NORTH TEXAS (CBSDFW.COM) – Every day countless parents send their kids off to daycare. Many love it and couldn’t live without it, but not all daycare centers are created equal. But there’s a movement underway to raise the standards.READ MORE: Dallas Wings Partner With American Cancer Society To Shrink Health Equity Gap
From a photo of a child duct taped to a bed in west of Fort Worth, to recent blog posts from a mother in Plano complaining that her son was “soaked in urine” when she picked him up, North Texas parents have plenty of daycare horror stories.
Father Lincoln Morgan is among them. “I was very furious. I was also very afraid,” he said.
Morgan said his three-year-old came home with unexplained cuts and bite marks, that led to her removal from the daycare. CBS 11 News made inquiries but got no calls, paperwork or documentation of the incident.
Texas requires one adult for every 11 two-year-olds at licensed daycare centers. That’s the highest ratio in the nation, according to the American Academy of Pediatrics.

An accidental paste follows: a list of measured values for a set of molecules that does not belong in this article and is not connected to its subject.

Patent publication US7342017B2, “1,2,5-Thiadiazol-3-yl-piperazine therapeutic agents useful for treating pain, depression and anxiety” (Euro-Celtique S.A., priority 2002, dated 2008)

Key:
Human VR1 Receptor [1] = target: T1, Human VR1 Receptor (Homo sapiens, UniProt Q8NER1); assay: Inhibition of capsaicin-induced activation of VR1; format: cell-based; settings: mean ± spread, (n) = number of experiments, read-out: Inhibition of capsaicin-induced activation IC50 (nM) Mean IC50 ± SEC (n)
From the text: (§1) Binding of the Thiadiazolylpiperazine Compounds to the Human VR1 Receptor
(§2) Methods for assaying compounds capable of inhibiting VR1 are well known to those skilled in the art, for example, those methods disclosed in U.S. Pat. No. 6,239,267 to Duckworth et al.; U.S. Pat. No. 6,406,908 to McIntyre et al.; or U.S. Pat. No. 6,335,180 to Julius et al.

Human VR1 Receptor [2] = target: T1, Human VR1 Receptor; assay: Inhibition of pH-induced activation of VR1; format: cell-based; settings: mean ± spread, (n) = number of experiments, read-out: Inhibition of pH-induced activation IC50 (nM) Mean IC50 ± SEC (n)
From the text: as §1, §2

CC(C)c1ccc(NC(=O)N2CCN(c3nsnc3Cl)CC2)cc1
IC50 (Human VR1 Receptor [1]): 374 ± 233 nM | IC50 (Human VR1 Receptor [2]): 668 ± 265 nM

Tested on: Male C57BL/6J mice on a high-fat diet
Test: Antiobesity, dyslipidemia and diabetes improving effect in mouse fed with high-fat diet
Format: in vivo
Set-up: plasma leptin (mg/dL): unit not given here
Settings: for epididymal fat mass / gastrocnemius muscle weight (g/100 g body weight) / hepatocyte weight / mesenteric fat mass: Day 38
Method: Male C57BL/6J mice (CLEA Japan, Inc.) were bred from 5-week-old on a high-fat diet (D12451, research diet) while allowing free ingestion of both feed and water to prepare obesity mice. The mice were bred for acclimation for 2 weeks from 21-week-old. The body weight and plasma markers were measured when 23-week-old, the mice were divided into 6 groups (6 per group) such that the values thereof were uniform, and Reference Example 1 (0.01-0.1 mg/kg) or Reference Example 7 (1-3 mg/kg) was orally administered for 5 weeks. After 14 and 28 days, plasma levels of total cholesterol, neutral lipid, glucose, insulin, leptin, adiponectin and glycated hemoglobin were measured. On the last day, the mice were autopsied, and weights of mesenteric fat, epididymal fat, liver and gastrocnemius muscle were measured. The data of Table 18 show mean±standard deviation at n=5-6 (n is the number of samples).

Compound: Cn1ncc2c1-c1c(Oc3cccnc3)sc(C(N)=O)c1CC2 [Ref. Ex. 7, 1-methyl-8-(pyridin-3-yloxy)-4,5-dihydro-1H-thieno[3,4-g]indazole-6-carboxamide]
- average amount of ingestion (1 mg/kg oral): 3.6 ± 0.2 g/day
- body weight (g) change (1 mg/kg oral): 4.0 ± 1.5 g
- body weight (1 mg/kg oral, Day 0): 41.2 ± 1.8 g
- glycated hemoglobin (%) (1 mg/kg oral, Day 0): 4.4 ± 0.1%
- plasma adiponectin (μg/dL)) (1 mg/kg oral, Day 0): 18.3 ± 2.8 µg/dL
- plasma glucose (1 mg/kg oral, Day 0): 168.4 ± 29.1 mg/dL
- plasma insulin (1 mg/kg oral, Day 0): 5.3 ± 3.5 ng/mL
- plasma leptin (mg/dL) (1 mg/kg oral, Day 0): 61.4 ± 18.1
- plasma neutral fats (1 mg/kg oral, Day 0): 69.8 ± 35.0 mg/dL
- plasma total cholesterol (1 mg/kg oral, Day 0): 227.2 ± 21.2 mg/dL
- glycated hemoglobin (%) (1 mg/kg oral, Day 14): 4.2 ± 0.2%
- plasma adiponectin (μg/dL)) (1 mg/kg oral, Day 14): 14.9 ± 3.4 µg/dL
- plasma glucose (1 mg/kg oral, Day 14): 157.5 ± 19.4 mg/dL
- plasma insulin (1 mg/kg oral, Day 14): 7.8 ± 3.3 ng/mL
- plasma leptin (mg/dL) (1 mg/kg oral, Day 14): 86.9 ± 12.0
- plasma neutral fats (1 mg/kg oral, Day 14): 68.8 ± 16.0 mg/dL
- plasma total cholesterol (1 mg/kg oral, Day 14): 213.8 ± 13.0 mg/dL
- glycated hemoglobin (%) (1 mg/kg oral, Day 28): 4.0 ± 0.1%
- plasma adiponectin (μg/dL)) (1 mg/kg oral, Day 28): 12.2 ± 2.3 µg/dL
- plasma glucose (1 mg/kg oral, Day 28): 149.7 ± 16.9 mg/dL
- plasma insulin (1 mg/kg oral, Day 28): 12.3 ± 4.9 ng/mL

Tori Mannes runs the Bock Child Care Group Center in Dallas. With one adult for every four toddlers, the facility is among only 28 out of 1,500 citywide that is nationally accredited.READ MORE: City of Dallas Re-Launches In-Home COVID-19 Vaccinations, Opting For Moderna Instead of Johnson & Johnson
When asked how she makes it work Mannes said, “We’re fortunate to have a blend of federal funding, which we put together with private support.”
Childcare advocates are lobbying state lawmakers to lower ratios and strengthen training. Right now, Texas only requires 24 hours of instruction. As a comparison, it takes 1,500 hours of training to get a license to cut hair.
Susan Hoff, the chief strategies and operations officer for United Way of Metropolitan Dallas, agrees the training requirements should be better. “That’s a huge disparity and we want to feel like we’re doing right by our children,” she said.
Can one person adequately handle 11 two-year-olds at once?
Morgan said he saw signs of trouble at his daughter’s previous daycare. “We would go in there and would probably see one teacher for every 20 kids.”
But raising standards will likely increase the cost of care, which is a struggle for families like the Morgan’s who had to rebuild their daughter’s trust after finding a new pre-school they liked.MORE NEWS: Burleson Police Officer Stable After Being Shot 'Multiple' Times, Search Continues For 3 Suspects
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